Tissue engineering of temporomandibular joint disc implants toward clinical translation
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Tissue engineering of temporomandibular joint disc implants toward clinical translation

  • Author(s): Donahue, Ryan Patrick
  • Advisor(s): Athanasiou, Kyriacos A
  • et al.
Abstract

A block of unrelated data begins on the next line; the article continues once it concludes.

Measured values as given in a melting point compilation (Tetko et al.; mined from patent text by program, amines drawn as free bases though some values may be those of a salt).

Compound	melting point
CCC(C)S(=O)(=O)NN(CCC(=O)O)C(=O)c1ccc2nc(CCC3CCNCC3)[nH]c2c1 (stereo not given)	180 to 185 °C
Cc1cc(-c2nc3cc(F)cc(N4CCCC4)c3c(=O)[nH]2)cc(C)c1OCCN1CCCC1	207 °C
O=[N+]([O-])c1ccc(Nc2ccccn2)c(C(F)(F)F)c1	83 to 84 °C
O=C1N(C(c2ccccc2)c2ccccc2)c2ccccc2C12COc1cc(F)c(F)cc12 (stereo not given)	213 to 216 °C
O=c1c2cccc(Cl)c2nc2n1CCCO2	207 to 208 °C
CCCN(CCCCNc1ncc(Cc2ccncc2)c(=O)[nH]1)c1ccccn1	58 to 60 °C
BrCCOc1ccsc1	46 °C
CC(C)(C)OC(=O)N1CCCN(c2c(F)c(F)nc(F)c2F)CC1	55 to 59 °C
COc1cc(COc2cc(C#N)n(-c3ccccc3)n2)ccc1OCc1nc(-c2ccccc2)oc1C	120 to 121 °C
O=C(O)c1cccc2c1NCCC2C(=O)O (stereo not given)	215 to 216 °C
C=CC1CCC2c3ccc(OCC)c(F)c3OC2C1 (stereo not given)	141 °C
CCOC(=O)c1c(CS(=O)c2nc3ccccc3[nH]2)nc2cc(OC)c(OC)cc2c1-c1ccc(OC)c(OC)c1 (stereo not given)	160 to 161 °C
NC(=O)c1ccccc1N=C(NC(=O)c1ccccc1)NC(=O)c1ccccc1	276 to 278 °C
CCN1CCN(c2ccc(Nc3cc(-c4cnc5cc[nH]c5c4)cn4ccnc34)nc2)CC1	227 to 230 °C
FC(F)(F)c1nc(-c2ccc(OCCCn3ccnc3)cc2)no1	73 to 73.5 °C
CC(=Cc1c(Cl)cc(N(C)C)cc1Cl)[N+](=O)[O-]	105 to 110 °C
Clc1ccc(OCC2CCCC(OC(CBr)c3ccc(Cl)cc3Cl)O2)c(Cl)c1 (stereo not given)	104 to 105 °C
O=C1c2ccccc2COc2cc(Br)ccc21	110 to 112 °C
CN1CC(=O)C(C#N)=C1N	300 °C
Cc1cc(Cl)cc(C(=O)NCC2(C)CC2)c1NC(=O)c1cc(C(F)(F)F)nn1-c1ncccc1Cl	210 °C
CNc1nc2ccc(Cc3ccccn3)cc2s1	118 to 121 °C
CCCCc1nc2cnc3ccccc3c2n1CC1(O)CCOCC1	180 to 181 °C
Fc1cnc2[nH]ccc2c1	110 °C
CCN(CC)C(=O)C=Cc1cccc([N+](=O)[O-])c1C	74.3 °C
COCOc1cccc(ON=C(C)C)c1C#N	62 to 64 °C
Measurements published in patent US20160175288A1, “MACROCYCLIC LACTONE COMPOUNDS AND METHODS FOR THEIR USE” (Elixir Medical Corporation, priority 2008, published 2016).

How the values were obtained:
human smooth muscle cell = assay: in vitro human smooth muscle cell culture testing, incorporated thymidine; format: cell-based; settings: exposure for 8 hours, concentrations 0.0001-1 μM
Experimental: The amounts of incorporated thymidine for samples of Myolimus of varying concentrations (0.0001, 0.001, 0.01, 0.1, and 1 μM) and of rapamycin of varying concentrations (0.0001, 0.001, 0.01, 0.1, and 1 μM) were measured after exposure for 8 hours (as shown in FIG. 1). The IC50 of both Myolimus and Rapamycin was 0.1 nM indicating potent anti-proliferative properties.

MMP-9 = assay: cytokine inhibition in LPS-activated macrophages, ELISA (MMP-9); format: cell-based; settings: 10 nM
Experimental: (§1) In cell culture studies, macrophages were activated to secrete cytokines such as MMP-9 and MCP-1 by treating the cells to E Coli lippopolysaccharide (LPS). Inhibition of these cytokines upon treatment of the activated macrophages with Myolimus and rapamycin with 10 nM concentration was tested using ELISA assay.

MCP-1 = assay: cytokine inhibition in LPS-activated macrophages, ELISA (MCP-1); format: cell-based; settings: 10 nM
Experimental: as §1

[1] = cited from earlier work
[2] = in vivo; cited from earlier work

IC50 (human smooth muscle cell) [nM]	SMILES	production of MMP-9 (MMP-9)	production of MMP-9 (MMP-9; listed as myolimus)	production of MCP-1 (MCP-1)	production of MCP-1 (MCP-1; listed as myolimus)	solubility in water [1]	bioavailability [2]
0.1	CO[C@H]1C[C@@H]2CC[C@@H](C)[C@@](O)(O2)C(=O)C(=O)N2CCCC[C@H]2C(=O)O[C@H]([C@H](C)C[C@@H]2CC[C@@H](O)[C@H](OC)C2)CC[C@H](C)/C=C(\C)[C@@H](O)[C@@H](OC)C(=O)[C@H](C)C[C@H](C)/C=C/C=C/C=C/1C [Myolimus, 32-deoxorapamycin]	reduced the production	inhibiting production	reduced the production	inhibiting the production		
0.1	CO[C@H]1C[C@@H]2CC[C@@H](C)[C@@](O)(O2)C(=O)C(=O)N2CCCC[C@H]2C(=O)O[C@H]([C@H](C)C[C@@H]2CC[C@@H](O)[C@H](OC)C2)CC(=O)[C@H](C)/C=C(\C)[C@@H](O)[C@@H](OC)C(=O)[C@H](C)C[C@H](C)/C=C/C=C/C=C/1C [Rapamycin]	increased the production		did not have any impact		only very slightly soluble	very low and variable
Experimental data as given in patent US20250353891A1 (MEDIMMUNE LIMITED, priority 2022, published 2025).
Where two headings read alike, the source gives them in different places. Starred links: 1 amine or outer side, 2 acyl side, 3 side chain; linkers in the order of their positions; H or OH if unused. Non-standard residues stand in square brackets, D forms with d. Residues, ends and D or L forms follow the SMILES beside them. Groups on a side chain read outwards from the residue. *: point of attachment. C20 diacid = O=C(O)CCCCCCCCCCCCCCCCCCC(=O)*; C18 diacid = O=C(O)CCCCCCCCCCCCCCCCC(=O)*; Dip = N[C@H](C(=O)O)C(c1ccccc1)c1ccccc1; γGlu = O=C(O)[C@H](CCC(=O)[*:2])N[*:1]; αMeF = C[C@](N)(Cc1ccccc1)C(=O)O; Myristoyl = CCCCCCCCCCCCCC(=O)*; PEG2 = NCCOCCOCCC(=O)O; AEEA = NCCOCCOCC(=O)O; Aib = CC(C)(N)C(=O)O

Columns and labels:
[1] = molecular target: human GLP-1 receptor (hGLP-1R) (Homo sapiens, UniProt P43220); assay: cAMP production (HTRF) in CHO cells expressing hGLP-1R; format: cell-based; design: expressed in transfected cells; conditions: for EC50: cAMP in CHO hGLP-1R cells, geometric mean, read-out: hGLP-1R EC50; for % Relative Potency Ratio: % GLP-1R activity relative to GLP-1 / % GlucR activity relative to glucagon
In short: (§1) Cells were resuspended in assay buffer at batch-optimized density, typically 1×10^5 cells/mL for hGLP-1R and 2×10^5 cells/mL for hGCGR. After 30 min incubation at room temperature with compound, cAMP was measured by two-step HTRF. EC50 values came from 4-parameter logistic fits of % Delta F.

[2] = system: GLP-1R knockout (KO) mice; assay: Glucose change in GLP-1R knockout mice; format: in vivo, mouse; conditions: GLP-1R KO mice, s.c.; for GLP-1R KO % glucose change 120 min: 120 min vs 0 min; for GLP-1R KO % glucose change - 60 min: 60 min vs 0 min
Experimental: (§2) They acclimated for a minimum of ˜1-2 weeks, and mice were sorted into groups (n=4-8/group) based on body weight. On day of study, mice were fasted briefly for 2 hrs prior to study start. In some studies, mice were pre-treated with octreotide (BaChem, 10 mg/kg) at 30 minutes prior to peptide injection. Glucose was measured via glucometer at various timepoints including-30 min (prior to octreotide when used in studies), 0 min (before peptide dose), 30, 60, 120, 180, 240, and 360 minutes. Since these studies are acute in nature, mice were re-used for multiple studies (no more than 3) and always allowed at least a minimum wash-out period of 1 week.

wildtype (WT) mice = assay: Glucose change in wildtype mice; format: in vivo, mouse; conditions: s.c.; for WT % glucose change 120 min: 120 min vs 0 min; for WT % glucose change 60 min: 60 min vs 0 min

Temporomandibular joint (TMJ) disorders (TMDs) are a group of painful and debilitating conditions, affecting 5-25% of the general US population. While generally an outdated umbrella term, recent work has delineated TMDs into those of myogenous (associated with the muscles) and arthrogenous (associated with the joint) etiologies. Specifically, in the arthrogenous category, the fibrocartilaginous TMJ disc, situated between the temporal bone of the skull and the mandible, is central to TMDs; up to 70% of all TMD cases include a pathology called disc displacement, which is an abnormal positioning of the disc. As a result of this, a condition known as disc perforation can also develop. Current treatments for discal TMDs quickly progress to end-stage surgical techniques because non-surgical approaches are only palliative and do not induce reparative effects. Recently, tissue engineering has been proposed as an intermediate solution that may be able to regenerate TMJ disc defects. However, prior to translation of tissue-engineered therapeutics, 1) tissue engineering methodologies must be optimized to create mechanically robust constructs for implantation in the orthotopic environment, 2) given that neocartilage surgical implantation causes an immune response, immune challenge of tissue-engineered implants must be investigated in vitro toward implant survivability in vivo, and 3) implants must be tested for safety and efficacy in a suitable large animal model. Toward overcoming these three hurdles, the global objectives of this dissertation are 1) to engineer neocartilage implants that can withstand the demanding environment of the TMJ disc, both mechanically and immunogenically, and 2) to expand treatable indications of tissue-engineered TMJ disc implants to perforation defects via preclinical investigations in a suitable large animal model. Toward expanding indications for discal TMDs, this work first examined focal perforation defects in the Yucatan minipig TMJ disc in tandem with allogeneic, self-assembled implants derived from costal chondrocytes. Across 24 weeks, implant treatment was safe and efficacious in healing focal (i.e., 3 mm diameter) perforation TMJ disc defects. For safety, full body necropsy, blood work, and local joint responses indicated that implants were well-tolerated immunogenically. In terms of efficacy, repair tissues of implant-treated discs were 6.2-times tougher, 8.9-times more resilient, 3.4-times stronger, and had a 2.5-times higher strain at failure, compared to fill tissues of empty defect controls. This represented significantly improved healing of TMJ disc perforation defects in the Yucatan minipig. Prior to scaling-up to larger defects, the tissue engineering process and immune response to constructs were examined. Across three studies examining the tissue engineering processes, 1) juvenile costal chondrocytes from the minipig were selected as the ideal tissue donor source, 2) 56 days of culture in the self-assembling process, which mimics native porcine knee cartilage development, resulted in the greatest tensile properties, and 3) large (i.e., 11x17 mm) implants derived from highly passaged (i.e., passage 6) cells were mechanically robust and flat. In another two studies assessing the immune response to implants, 1) minipig macrophages from the blood and bone marrow were harvested and characterized, and 2) macrophage co-culture revealed constructs were protected from macrophage inflammatory challenge and resulting degradation via their robust matrix content and bioactive factor application during the self-assembling process. Using the information generated from the in vitro studies described, a second in vivo study was performed examining regeneration of large (i.e., 6 mm diameter) TMJ disc perforation defects when treated with self-assembled implants. Implant-treated discs exhibited complete closure of defects with regenerated tissue after only 8 weeks, recapitulating between 64.4% and 81.2% of native disc tensile properties. Controls remained perforated after 8 weeks. Ultimately, this study further bolstered the safety and efficacy of self-assembled implants toward future use in human discal TMDs, such as disc displacement and perforation. This dissertation establishes the translational pathway for tissue-engineered implants to clinical use in humans, potentially providing long-term relief of pain and improved function for the millions of people suffering from discal TMDs.

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